Medication and therapy are often used in conjunction to treat depression. Just as there are numerous types of medications, therapy also comes in different forms. The book, “The 10-Step Depression Relief Workbook” describes how Cognitive Behavioral Therapy (CBT) can be a useful tool in the fight against depression.
I had the pleasure of speaking with one of the co-authors, Sarah Fader, and asked how she became involved with this project.
How did you and Dr. Simon Rego decide to collaborate on “The 10-Step Depression Relief Workbook”?
I was approached by Callisto Media asking if I would like to co-author a book on depression with Dr. Rego. I was excited to help people learn about how to recover from depression, a chronic mental health issue that many people deal with, but only a few talk about.
The book focuses on Cognitive Behavioral Therapy (CBT). Could you explain what that is and how it relates to depression?
CBT is a therapeutic modality that effectively helps people manage depression and anxiety by targeting negative thought patterns and helps people to identify cognitive distortions. CBT helps people learn to better cope with their thoughts and feelings.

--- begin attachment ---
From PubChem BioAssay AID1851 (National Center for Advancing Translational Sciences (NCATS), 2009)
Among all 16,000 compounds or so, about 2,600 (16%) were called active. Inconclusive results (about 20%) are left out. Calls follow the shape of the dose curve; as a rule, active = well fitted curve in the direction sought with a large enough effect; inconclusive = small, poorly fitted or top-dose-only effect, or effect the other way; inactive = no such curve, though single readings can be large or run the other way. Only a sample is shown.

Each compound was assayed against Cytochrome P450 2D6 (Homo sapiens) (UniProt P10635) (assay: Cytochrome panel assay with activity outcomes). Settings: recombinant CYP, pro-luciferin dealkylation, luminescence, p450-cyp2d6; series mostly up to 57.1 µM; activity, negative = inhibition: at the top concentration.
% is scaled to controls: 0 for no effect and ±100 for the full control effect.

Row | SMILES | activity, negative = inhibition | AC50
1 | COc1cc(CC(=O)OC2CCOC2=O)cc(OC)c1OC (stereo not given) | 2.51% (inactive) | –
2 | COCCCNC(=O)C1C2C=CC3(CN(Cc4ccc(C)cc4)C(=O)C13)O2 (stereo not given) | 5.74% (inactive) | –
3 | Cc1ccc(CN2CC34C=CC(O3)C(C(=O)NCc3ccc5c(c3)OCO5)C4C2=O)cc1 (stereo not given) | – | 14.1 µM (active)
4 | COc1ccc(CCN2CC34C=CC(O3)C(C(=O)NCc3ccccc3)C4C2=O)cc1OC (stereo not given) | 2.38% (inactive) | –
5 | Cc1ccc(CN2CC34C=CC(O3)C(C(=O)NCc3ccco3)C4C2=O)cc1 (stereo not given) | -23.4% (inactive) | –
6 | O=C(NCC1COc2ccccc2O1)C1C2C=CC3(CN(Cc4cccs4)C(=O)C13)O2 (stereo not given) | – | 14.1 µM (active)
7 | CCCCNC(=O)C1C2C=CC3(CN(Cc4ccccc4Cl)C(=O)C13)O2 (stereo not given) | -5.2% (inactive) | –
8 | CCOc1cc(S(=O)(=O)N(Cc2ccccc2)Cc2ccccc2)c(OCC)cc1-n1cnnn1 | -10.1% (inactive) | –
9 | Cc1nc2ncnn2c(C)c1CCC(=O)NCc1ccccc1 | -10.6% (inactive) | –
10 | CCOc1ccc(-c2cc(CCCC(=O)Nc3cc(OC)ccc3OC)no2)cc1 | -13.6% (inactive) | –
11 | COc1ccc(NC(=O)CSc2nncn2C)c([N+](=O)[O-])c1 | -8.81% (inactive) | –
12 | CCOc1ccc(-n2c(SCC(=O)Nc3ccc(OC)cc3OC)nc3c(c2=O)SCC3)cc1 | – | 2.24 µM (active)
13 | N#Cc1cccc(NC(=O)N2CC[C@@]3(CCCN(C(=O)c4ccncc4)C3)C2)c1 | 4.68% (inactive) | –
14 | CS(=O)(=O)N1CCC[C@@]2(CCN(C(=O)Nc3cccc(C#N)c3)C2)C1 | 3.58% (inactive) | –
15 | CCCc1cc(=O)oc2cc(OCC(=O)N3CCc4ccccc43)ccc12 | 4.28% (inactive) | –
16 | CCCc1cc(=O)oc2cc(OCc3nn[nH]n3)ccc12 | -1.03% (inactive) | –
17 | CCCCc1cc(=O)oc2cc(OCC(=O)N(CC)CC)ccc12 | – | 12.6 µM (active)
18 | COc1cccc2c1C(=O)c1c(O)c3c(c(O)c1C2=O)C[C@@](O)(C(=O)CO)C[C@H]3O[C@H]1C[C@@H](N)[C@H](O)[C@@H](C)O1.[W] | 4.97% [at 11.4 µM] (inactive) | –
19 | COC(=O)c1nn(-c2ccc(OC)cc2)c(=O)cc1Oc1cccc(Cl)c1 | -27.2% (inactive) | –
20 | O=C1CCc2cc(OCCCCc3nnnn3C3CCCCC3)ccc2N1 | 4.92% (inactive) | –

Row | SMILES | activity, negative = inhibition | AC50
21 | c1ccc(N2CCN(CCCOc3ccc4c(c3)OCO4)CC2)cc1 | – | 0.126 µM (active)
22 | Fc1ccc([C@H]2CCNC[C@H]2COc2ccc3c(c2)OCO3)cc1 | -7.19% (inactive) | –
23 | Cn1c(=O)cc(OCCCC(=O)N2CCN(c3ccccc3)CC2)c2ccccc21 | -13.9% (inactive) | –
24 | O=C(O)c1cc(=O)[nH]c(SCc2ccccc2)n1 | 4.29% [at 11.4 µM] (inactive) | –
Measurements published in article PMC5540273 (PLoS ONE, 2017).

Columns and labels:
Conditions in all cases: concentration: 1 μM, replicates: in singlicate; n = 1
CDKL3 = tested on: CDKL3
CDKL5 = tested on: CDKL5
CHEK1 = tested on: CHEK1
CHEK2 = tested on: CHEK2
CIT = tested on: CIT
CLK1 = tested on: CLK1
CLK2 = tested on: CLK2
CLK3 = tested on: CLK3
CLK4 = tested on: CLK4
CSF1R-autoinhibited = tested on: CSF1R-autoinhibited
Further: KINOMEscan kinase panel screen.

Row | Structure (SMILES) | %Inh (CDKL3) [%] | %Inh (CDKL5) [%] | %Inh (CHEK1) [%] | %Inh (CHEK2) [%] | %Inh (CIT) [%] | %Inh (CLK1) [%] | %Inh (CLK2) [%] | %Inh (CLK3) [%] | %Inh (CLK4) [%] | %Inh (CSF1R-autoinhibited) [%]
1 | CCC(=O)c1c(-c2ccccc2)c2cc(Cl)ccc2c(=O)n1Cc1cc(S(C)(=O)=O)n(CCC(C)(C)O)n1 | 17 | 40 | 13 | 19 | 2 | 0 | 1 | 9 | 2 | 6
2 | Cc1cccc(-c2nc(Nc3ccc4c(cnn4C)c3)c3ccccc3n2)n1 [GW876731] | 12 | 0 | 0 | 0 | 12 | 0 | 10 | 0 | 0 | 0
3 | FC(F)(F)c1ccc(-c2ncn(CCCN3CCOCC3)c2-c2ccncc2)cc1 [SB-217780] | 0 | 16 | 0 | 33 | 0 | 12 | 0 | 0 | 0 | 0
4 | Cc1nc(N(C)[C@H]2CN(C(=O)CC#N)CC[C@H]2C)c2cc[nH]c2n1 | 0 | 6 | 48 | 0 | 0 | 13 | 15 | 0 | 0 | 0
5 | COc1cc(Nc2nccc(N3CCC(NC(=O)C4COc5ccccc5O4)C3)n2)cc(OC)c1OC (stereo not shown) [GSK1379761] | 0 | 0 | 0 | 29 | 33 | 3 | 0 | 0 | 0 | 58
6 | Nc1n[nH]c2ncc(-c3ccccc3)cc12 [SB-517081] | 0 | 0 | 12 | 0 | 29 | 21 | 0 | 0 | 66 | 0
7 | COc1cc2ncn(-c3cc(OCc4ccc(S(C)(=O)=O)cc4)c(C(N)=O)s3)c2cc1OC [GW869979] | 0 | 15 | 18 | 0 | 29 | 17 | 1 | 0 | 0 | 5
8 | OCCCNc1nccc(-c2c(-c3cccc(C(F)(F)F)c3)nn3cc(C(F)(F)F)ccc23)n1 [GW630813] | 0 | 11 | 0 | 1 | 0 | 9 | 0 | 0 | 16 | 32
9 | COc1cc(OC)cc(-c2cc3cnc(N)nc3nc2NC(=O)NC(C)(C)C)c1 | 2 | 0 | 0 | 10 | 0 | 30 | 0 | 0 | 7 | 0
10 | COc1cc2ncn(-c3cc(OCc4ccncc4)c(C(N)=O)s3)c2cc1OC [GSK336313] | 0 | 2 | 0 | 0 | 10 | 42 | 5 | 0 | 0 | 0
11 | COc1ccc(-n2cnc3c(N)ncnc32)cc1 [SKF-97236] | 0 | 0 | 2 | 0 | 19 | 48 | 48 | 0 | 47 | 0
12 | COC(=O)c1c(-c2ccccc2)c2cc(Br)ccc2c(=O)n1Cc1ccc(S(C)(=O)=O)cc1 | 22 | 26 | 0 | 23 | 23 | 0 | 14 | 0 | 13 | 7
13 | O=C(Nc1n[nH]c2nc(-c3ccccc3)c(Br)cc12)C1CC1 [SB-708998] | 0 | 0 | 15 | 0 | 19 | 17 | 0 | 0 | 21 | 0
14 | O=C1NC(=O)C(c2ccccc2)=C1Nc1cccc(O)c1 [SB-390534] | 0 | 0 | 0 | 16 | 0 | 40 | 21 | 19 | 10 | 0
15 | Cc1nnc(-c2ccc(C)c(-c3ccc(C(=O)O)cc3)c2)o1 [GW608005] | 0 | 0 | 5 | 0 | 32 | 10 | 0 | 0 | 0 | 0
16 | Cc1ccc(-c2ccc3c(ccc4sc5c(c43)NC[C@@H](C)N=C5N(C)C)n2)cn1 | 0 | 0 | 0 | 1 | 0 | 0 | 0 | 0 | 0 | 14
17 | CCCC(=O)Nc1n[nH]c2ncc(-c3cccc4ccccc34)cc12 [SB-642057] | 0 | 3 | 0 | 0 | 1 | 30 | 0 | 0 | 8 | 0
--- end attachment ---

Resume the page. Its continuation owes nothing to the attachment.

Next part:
When people hear the word, “depression”, the first word that usually comes to mind is antidepressant. How does medication fit in with CBT?
The best treatment method for depression is a combination of CBT and medication. Medication can help manage the chemical levels in your brain such as serotonin and/or norepinephrine. CBT can help with behavioral strategies.
One chapter discusses healthy eating, vitamins and supplements. How important are these three when it comes to depression?
Lifestyle choices are an integral part of treating depression effectively. It isn’t only about medication and therapy, it’s about eating healthy to manage your energy levels and moods effectively.
At the end of each chapter is a homework section. Why do you feel that’s important?
The reader can practice the techniques in the workbook and learn to use them in their every day life.
The book mentions an “inner critic”. What does yours say to you?
My inner critic tells me that I am not good enough, that I am a failure and that I am “doing something wrong.”
In addition to reading this book, what other advice do you have for someone wanting to try CBT?
Find a therapist who is trained to practice CBT and work with that person to learn techniques to combat negative thought patterns.
Where can people learn more about your mental health advocacy work and where can they purchase this book?
Find the 10-Step Depression Relief Workbook here: http://bit.ly/10-StepDepressionReliefWorkbook